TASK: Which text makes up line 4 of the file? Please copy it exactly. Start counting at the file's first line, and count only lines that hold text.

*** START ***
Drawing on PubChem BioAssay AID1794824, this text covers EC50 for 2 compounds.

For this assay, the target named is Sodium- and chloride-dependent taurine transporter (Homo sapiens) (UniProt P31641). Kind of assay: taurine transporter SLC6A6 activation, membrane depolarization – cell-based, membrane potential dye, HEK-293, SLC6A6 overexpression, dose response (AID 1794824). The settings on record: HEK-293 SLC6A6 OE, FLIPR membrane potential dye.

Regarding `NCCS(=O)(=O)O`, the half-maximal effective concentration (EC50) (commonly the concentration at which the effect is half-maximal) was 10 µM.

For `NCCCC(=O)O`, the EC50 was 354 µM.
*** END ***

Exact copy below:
For `NCCCC(=O)O`, the EC50 was 354 µM.